Article from MetroKids, Wednesday, August 24:
It’s never too early to prepare your child to read. Instead of formal reading instruction, a combination of reading to your child and word games will do the trick, says Polly Hancock, lower school director of academic support at The Shipley School in Bryn Mawr, PA. “It all needs to be kept fun,” she advises.
“From birth, parents do things that prepare children to read,” says Kelly Banik, lower school director at Moorestown Friends School in Moorestown, NJ. These activities have a strong correlation with greater later reading success, Banik notes.
“As soon as we engage them with stories, that’s when they begin to learn to read,” says Dr. Billie J. Enz, PhD, past president of the International Literacy Association’s Family Literacy Commission. “Read daily with kids from birth on,” recommends Banik, but keep it short.
Elizabeth Pei, mom of a 4-year-old student at Moorestown Friends School has built reading time into her family routines. “Five minutes before nap time, or five minutes after dinner. With little ones that’s all it takes,” she says.
Sometimes parents read only fictional children’s stories, says Banik. “Think of reading broadly,” she recommends. For instance, you could read:
- a menu at a restaurant
- instruction booklets
- emails from relatives
- road signs while driving
Also, don’t be afraid to read the same favorite book over and over again. “They are picking up something different each time,” says Hancock.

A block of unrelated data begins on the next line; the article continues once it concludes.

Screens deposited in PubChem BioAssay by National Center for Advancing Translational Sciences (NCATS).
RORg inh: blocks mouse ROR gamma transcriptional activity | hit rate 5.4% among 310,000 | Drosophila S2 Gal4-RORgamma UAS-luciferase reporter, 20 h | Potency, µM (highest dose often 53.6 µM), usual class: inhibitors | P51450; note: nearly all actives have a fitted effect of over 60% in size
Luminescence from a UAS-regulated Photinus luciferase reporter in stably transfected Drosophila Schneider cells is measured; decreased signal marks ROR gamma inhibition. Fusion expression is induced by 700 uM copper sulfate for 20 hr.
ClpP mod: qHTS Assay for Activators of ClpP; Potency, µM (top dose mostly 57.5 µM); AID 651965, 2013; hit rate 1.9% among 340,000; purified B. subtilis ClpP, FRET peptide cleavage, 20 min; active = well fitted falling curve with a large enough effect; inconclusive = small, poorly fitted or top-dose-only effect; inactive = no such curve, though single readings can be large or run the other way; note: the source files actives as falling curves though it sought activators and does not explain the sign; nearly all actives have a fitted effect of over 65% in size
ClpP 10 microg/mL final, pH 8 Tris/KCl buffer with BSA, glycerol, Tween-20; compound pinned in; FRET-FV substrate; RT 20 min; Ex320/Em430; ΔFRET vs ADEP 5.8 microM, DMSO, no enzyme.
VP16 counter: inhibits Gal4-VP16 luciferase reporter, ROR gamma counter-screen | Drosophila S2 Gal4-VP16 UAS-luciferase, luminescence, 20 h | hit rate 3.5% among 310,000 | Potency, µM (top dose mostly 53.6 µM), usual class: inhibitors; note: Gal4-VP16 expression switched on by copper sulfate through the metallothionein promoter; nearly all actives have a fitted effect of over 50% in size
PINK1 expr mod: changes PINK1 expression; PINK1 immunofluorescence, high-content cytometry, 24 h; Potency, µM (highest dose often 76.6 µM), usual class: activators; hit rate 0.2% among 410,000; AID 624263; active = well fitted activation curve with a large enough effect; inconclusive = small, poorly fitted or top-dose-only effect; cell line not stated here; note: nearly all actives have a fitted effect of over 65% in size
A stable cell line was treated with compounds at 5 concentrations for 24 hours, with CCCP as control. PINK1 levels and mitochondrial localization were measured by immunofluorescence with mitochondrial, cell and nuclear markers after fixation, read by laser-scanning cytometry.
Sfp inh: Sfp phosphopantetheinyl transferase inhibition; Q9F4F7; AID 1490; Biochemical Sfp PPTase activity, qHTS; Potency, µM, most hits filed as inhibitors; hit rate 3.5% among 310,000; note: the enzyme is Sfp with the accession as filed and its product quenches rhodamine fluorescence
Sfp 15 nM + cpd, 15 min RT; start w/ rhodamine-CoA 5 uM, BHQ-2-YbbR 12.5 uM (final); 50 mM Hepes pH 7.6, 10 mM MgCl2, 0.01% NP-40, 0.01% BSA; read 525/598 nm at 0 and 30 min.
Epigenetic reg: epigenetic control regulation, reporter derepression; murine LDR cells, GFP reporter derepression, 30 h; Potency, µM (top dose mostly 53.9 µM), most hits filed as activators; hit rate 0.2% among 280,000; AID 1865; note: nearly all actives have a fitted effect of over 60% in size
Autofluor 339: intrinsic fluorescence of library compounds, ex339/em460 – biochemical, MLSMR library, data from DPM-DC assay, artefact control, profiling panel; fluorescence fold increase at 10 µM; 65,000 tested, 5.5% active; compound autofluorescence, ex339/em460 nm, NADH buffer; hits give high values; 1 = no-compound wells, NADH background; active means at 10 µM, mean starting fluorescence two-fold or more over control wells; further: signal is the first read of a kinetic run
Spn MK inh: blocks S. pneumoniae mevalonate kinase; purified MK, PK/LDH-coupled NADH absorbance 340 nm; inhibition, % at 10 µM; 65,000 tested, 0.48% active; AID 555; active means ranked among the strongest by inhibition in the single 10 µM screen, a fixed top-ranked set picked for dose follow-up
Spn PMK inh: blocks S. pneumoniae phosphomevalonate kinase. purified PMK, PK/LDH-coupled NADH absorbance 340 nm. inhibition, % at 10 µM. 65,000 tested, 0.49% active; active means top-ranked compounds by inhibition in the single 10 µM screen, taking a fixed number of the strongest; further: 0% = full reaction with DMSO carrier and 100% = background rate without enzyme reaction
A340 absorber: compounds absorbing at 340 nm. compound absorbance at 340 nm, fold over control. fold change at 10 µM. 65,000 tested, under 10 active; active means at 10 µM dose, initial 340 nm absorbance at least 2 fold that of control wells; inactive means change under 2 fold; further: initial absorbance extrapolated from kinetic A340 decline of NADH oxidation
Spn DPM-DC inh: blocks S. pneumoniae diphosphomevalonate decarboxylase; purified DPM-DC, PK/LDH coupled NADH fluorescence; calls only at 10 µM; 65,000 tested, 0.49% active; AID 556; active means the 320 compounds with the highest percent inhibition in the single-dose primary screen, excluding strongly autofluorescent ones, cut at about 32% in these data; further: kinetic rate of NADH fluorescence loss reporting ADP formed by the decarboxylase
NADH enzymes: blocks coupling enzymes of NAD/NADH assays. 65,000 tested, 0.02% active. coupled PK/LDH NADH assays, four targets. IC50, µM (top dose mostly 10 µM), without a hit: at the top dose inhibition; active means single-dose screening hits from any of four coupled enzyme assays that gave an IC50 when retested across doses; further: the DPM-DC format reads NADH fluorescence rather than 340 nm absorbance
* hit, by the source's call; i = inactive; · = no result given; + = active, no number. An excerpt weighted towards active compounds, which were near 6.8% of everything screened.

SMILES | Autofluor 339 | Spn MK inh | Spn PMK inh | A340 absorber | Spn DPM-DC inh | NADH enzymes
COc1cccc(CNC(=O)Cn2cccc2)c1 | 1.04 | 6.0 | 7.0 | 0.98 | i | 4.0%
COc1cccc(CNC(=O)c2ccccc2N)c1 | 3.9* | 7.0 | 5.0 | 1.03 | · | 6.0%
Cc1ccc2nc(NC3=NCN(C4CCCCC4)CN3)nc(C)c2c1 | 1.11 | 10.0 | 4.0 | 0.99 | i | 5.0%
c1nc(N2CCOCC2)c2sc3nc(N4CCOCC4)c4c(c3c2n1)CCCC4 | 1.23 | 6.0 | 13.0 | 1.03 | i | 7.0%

Beyond reading, you can expose preschoolers to words and help develop their ear for reading in other ways, says Sarah Williams, early childhood education director at the Wilmington Montessori School in Wilmington, DE.
To get little ears trained to hear different sounds within words, try these activities:
- Play rhyming games
- Clap out syllables in words
- Listen for beginning sounds
- Listen for ending sounds
Williams says if the emphasis is on fun, preschoolers will pick up what they need. If they sense they are being put to work, the pushback can be extreme, she notes: “Backfire happens when there’s extra pressure. You can’t push against their natural development and interest in reading.”
“I don’t push it if they’re not paying attention, or if they’re talking while I’m reading,” says Jennifer Devine, a parent of two young students at The Shipley School. “I don’t want it to feel like a chore, and you can’t develop a love of learning if you’re having a miserable experience,” she says.
If they’re not enjoying themselves, stop the reading session, advises Enz.